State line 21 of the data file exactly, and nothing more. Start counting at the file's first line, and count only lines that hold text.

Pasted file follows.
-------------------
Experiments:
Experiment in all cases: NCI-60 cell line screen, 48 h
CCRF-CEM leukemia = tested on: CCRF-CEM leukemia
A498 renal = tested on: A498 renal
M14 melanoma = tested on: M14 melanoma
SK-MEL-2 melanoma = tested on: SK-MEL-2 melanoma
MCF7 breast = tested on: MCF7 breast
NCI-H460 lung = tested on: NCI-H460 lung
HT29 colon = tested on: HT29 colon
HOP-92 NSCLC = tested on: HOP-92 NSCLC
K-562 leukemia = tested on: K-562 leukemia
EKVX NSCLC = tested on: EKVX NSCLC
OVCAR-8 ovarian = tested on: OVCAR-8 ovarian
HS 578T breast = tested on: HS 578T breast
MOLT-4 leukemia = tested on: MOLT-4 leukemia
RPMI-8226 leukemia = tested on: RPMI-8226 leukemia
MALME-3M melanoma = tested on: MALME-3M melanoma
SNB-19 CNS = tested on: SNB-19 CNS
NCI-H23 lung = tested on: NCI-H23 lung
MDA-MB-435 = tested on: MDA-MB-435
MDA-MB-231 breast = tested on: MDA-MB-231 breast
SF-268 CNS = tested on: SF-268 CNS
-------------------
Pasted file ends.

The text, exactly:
MDA-MB-231 breast = tested on: MDA-MB-231 breast